Around the 1950s, psychologists William Edmund Hick and Ray Hyman propounded the Hick’s Law, which states that greater the choices the longer a person takes to reach a decision.1 More than half a century later, as customers get overwhelmed by too many choices, this could well be the guiding principle for businesses implementing conversational commerce.

Conversational commerce, a term2 coined recently, denotes the convergence of messaging apps and shopping. However, approaching conversational commerce merely as an integration of chatbots into sales process streams will lead to businesses leaving value on the table. This is why business leaders must define clearly what business problems conversational commerce could solve, looking beyond the obvious cost-saving benefits.

The ‘Why’ of Conversational Commerce

Studies3 show that new products have been failing at the stunning rate of 40 to 90 percent. In the U.S. Consumer Packaged Goods (CPG) industry, 70 to 90 percent of the products do not stay on the shelf for more than 12 months. Studies of online shopping behaviors4 show that the average cart abandonment rate is almost 70 percent. The product failure rates, in fact, have been consistent over decades. Online cart abandonment is also likely to persist as e-commerce throws endless choices at customers.

Businesses could seek to leverage conversational commerce to solve this fundamental problem, i.e., how do we contextualize, personalize and thereby simplify buying for customers amid the myriad choices available. In other words, implementing conversational commerce will make products appear as solutions for customers’ problems. A conversation will enable the following to happen:

  • Seller gets cues from the customer on the current mood, intent and spending ability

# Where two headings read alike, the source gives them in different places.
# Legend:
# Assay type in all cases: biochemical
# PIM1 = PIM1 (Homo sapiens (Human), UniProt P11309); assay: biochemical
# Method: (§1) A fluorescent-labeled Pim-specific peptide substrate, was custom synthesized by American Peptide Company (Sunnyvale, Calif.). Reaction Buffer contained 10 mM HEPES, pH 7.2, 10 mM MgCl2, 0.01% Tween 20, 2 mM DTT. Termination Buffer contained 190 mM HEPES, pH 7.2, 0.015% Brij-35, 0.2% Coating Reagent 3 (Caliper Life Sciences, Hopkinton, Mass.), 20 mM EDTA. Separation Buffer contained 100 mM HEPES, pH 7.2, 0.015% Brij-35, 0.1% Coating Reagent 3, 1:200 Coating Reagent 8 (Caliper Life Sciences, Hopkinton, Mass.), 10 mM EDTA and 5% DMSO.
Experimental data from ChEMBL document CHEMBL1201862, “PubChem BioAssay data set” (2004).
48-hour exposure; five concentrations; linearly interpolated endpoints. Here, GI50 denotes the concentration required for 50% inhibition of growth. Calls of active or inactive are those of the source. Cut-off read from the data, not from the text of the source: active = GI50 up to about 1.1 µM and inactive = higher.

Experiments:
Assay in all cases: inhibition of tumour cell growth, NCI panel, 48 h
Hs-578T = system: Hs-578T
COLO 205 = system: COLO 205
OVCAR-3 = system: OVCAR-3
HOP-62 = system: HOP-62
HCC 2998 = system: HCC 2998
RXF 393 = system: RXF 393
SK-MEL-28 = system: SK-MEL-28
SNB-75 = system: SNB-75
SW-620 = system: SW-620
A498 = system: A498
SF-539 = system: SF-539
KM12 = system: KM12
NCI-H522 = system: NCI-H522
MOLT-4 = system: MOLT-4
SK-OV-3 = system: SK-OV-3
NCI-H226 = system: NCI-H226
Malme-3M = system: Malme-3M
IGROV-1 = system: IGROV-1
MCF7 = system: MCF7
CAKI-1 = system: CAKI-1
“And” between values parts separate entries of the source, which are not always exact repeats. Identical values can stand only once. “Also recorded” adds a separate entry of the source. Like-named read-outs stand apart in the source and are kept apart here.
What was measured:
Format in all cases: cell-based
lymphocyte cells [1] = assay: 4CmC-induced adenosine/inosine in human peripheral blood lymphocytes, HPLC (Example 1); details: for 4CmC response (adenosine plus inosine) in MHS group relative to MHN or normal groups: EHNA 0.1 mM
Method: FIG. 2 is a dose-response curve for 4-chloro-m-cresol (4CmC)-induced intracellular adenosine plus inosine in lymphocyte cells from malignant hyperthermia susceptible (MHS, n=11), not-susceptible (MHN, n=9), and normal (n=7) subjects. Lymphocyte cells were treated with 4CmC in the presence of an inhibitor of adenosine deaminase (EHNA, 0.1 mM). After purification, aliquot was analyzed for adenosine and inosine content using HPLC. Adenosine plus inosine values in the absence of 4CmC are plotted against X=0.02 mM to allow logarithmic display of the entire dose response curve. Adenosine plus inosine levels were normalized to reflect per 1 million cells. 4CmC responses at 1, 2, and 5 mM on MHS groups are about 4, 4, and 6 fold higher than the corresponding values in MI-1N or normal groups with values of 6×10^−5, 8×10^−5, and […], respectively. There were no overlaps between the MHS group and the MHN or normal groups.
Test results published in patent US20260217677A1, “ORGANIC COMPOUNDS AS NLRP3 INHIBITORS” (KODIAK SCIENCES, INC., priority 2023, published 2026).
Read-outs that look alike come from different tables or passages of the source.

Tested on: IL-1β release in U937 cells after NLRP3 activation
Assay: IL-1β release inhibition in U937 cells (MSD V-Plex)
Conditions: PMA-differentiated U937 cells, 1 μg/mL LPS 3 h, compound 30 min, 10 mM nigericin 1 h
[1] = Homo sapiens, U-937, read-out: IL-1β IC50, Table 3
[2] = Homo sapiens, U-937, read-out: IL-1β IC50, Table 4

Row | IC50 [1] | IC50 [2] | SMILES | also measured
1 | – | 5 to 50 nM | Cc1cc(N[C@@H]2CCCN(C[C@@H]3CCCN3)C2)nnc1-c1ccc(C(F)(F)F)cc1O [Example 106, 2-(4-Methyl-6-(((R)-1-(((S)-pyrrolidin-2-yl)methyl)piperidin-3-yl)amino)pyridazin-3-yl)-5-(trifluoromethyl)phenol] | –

• Customer understands features and benefits step-wise and is not bombarded with information

  • Seller understands the weightage of customers’ decision criteria and takes action accordingly

AI Is the Enabler, Albeit Work in Progress

That technology will need to power conversational commerce is stating the obvious. Analyzing a multitude of variables in the customer’s present and historical data, and matching them with products require computational abilities, which only machines can provide. Natural Language Understanding (NLU) is an integral part of conversational Artificial Intelligence (AI), which allows recognition of intent in customers’ speech or text. Intent is simply what the customer is trying to do or accomplish. Natural Language Processing (NLP) and Natural Language Generation (NLG) further help in responding to the intent in the same form of speech or text.

Machine Learning (ML) enables the system to keep updating its understanding of human behavior, language and connotation. These technologies are powering intelligent chat platforms as well as voice-enabled systems such as Alexa and Siri.

However, NLP and related technologies are still work in progress. A few years ago, Microsoft launched Tay, a teenage AI chatbot, to interact with millennials.5 However, as termed by the media,6 the chatbot’s language turned racist, genocidal and misogynistic. It’s imperative for businesses to understand that implementation of conversational AI must be deliberate and well-calibrated.

Making It Work